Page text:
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Lo and behold …

My visual artefact on the theme of dystopia and technology ….

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A bit of background:

To paraphrase Lennon, my visual artefact is what happens while you’re busy planning something else.

The original idea was to be neutral -something that would combine dystopic and utopian views and possibly blur the dichotomy of the opposite outlooks in the vein of the rhisome theory (which really resonates with me). A very initial attempt can be seen as my ‘Virtual Mediation 2‘. My visual artefact was to be a follow-up on this idea but instead of pictures it was to make use of videos.

However, after spending a day trying to work out the video editing software I gave up and hence the rather pessimistic clip. It still needs tweaking – I could spend hours if not days syncing the audio tracks, captions and two videos, something I’d love to do but can’t afford at the moment.

So, there you are - what can I say – grim as it is, enjoy it!

~ by Ania Rolińska on October 14, 2011 . Tagged: ,

29 Responses to “Lo and behold …”

  1.   Grace Elliott Says:

    Hi Ania,

    You really are a very creative person. This wasn’t comfortable viewing but you did warn us. The eye really creeped me out. I was drawn between wanting to look away and also to keep watching because I was fascinated about what comes next.

    I too have spent many hours on this task with nothing to show for it so far. Having trouble with both software and Internet connection.

  2.   Ania Rolińska Says:

    Thank you Grace – I think I don’t realise the creepiness of the video due to the time spent on the project but my partner jokingly hid behind a chair when I showed the clip to him!
    Also, it is my eye after all so there is a degree of familiarity in the film although I must admit it was fascinating (and slightly disturbing at the beginning) to see it in the new context, without the rest of the face, rolling around, having a life of its own in a way, sort of disembedded from its natural environment. It’s not an evil eye though – I’m not an actor so no matter how hard I tried to look scared, perplexed by imagining all sorts of things, I couldn’t instil this mood in the eye! The subsequent phases of the project reminded me of how important in conveying the meaning the movement or music might be. I’d love to spend more time tweaking the film and I wish I had better tech skills but at the moment it has to do.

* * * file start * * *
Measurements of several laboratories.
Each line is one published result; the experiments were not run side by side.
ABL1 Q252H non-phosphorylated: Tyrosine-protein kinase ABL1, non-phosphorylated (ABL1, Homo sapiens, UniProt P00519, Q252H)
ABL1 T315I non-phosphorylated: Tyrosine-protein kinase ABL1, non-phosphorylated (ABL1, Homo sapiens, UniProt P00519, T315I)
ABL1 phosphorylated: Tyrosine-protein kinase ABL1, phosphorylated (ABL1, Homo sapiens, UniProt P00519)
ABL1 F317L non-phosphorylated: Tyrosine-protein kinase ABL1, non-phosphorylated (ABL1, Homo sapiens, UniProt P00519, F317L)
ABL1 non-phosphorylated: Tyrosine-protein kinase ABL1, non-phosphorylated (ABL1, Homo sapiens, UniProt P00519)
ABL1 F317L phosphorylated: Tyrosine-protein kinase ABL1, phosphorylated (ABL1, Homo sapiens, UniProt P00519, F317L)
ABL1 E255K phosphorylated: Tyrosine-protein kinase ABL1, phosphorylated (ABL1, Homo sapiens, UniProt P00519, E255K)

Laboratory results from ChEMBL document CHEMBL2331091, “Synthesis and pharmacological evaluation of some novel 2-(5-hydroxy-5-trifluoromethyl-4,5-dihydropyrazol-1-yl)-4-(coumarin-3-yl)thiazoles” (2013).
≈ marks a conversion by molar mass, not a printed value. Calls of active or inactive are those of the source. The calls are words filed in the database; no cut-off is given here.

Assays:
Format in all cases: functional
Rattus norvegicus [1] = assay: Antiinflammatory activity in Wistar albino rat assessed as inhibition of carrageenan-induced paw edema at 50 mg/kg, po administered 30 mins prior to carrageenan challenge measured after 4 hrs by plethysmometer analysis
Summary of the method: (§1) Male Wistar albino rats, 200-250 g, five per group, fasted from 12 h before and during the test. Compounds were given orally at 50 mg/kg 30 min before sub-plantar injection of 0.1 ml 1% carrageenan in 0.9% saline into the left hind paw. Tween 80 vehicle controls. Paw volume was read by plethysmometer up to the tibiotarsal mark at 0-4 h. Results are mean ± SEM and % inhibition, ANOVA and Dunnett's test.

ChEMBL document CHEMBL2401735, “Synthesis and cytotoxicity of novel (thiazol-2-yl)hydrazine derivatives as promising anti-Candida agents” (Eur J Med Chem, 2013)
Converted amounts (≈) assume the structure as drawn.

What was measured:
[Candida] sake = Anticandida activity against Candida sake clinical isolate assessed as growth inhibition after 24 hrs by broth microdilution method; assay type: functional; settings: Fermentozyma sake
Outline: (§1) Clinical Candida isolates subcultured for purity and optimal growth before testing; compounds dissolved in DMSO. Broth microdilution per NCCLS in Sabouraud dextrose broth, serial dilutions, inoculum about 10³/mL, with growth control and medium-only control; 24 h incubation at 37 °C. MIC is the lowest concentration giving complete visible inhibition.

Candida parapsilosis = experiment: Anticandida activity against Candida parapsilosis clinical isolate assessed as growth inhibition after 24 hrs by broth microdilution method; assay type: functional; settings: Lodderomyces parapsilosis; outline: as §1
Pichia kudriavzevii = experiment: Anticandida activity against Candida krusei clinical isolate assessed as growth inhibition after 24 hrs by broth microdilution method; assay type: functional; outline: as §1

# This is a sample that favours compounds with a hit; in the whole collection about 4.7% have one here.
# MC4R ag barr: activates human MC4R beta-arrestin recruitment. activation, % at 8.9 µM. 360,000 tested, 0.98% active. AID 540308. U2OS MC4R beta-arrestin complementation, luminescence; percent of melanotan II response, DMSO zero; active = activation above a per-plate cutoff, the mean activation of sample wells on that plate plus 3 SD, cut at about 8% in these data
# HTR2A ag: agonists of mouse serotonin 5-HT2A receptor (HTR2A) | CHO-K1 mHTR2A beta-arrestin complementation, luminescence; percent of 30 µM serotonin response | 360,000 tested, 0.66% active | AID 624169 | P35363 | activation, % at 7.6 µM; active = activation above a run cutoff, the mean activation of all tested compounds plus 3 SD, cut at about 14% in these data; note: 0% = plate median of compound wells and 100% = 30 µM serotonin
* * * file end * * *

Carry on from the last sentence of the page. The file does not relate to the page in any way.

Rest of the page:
Thanks for the comment and looking forward to seeing your artefact! :-) Hope the problems will cease soon – let me know if I can be of any help.

  3.   Geraldine Says:

    Hi Ania,

    I think your movie works really well – the music fits perfectly and I’m left feeling rather unsettled and somewhat threatened. Some how the eye says it all – representing for me both a person and the human race at the same time. It definitely looks scared, trapped or imprisoned and helpless in the face of a kind of relentless march of technology as it ensnaring our lives. Pretty powerful stuff!

  4.   Austin Tate Says:

    Ania… I “enjoyed” this with the images of “future fantastic” and the problems of our world. The audio track was emphatic and the stereo separation gave me a shock as it flitted left to right… nicely reflecting the “all seeing eye” darting about and observing. Observing us> observing the viewer or the contents of the movie? Creepy. Too close to the reality of big brother today with the large serach providers and their willingness to mine our personal information for profit and their bend over backwards attitude to totalitarian government so they can continue to operate and make money even where all is controlled.

  5.   Neil David Buchanan Says:

    Hi Ania, the vulnerability of the eye gave this piece a texture that both compelled and attracted. It was disconcerting to see an eye so close up – moist, jelly-like, undefended, whilst overlaying such vivid and grotesque images. I felt as if I wanted to protect the eye – it shouldn’t be seeing this! At the same time, I liked the way the eye, the shape of the iris and pupil, obscured some parts of the images. Almost as if we see what we want to see. And what we don’t, we blink/ blank out.

  6.   Siân Bayne Says:

    I loved this Ania – I think I felt the opposite of Neil and Geraldine in that I found the eye chillingly detached and seemingly unoffended by the carnage and misery. Like Austin I enjoyed the surveillance reference and the sense of the omnipresent watcher. You could’ve chosen a machinic rather than a human eye, but I like the way its humanity makes an obvious link between the technological and the social – and the fact that it’s an ‘authorial’ eye gives yet another layer of complexity! (btw I loved the composite image too, which I found almost equally eerie.)

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